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HEALTH REFORM |

Warning, warning – these are weird times when zombies are attacking the health system

In a sign of the general level of weirdness surrounding recent health policy debates, the AMA is calling on the Government to “put an end to the crazy policy speculation being floated in the media”. So weird and worrying are the signs, in fact, that Dr Tim Senior is fearing zombie apocalypse. And yes, you [...]

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HEALTH REFORM |

Hospital workforce reform: better jobs and more care

Peter Breadon writes: Employees are the public hospital system’s most valuable resource, and its biggest cost. Wages account for nearly 70% of recurrent hospital spending. To keep hospital care affordable in a time of rising demand, it’s vital that skills are used to the full. Yet many professionals work well below their skill level. Does it take 15 [...]

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HEALTH REFORM |

Rationing care vs increasing taxes – the health system sustainability myth

Stephen Duckett writes: In the lead-up to the May budget, the seemingly inexorable rise in health spending has unleashed a “sustainability panic”: rhetoric that health system costs are out of control and drastic measures are needed to make the system affordable. Sustainability panic is often used to justify shifting the burden of controlling health spending from the [...]

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HEALTH REFORM |

The Health Wrap: Workplace mental health, an Indigenous health mix-bag, and health budget predictions

By Melissa Davey Employee well-being is being addressed, but needs work Mental health in the workplace is becoming an increasingly discussed issue as mental illness becomes less stigmatised, and workplaces are seen as key partners in its prevention and treatment. Writing for Croakey, Jaelea Skehan and Brian Kelly say it is promising to see workplaces given a [...]

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HEALTH REFORM |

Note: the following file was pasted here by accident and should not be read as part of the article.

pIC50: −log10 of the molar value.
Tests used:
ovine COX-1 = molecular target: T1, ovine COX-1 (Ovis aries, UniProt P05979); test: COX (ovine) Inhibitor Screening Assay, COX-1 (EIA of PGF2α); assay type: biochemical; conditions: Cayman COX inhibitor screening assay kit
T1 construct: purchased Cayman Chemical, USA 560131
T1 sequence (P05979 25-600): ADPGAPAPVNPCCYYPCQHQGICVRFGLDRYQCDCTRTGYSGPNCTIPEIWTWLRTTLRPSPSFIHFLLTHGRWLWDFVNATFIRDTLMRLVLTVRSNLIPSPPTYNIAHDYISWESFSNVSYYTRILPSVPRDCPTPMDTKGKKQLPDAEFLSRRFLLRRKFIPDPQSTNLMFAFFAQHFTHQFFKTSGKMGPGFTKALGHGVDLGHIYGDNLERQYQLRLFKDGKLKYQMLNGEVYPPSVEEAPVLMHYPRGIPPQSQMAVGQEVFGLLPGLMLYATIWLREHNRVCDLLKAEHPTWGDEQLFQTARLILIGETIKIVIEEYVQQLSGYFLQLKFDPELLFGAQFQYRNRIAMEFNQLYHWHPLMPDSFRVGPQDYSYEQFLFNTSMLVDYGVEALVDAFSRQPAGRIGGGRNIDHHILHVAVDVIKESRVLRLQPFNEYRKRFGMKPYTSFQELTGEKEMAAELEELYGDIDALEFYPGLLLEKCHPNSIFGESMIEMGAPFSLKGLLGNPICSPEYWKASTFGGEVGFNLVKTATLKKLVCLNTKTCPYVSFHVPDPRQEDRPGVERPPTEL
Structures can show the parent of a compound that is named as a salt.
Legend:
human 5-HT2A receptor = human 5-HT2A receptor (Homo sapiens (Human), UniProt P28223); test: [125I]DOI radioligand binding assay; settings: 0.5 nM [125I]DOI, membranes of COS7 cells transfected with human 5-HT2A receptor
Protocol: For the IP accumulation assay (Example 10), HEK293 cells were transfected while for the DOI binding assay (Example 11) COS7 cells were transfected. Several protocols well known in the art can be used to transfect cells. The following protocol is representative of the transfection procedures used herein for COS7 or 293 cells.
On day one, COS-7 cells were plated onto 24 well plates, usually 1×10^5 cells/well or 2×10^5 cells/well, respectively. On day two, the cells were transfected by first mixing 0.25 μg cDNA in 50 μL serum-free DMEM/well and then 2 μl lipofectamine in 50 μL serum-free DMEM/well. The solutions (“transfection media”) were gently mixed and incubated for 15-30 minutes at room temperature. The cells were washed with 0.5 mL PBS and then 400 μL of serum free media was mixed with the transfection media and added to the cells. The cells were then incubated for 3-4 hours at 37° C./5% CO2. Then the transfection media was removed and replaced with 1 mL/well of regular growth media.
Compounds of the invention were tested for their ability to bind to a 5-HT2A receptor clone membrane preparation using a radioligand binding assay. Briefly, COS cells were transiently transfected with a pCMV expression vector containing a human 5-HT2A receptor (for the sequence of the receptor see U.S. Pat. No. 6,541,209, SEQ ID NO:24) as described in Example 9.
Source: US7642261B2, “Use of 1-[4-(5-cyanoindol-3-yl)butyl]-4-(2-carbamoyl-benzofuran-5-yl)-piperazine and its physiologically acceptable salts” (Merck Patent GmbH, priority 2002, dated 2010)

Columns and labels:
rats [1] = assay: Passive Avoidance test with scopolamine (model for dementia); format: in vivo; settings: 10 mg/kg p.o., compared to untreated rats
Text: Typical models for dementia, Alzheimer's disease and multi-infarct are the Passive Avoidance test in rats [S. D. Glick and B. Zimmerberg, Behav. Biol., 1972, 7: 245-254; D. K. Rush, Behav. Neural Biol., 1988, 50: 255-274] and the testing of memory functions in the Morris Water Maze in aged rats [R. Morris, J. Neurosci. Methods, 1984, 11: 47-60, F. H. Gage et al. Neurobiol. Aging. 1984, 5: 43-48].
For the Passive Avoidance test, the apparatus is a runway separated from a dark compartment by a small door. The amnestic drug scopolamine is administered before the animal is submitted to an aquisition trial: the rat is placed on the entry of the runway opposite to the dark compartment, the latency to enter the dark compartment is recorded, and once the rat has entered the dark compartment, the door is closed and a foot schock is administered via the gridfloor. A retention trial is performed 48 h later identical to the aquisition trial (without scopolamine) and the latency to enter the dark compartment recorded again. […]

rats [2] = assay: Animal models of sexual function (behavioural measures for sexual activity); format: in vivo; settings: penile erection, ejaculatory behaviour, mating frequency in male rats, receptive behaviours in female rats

Finding savings in healthcare: moving from theory to reality

With a tough federal Budget fast approaching, many in the health sector are offering up suggestions for where the Abbott Government might find savings. Some of these options were outlined in an article published in Croakey earlier this week. They include: cutting the price paid for generic drugs and encouraging substituting brand name drugs with [...]

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HEALTH REFORM |

Comprehensive Primary Health Care – what works? A Research Symposium

Comprehensive and integrated primary care is well documented in the research literature as providing the most cost-effective and equitable mechanism for preventing and managing chronic disease.  Yet despite a growing body of research supporting this form of care, it often appears to be put in the ‘too hard’ basket of governments and policy makers. This [...]

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HEALTH REFORM |

Want Medicare savings? Stop paying for private hospitals

Peter Sivey writes: The polls this week suggest half of Australians think the Abbott government should reduce the cost of Medicare. My solution? Claw back some of the A$9 billion the government pays to private hospitals. Consider my experience … A few years ago I twisted my knee playing football. My GP, maybe after estimating my salary, suggested [...]

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HEALTH REFORM |

What do the polls tell us about bulkbilling co-payments?

The opinion poll released on Monday in the Fairfax media is being interpreted by some commentators as supporting the proposal for a GP bulkbilling co-payment, reportedly under consideration by the Abbott Government.    Around half of the people polled said that they supported charging a means-tested co-payment for bulkbilled GP services.  The same proportion of people [...]

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HEALTH REFORM |

Improving Aboriginal and Torres Strait Islander healthcare: some of the successes and challenges

The Lowitja Institute’s second National Conference on Continuous Quality Improvement (CQI) in Aboriginal and Torres Strait Islander Primary Health Care kicked off in Melbourne yesterday. Marie McInerney reports: Continuous quality improvement (CQI) is emerging as a major success factor in improving Indigenous primary health and health care in Australia – but sector leaders say there [...]

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HEALTH REFORM |

Clearing the air on managed care

Managed care has somewhat of a negative reputation in Australia but is this view justified? Walter Kmet, CEO of WentWest and AHHA councillor, argues that we need a take a rational and considered look at managed care and its potential role within our health system, or risk it being imposed on us with less than optimum results.  [...]

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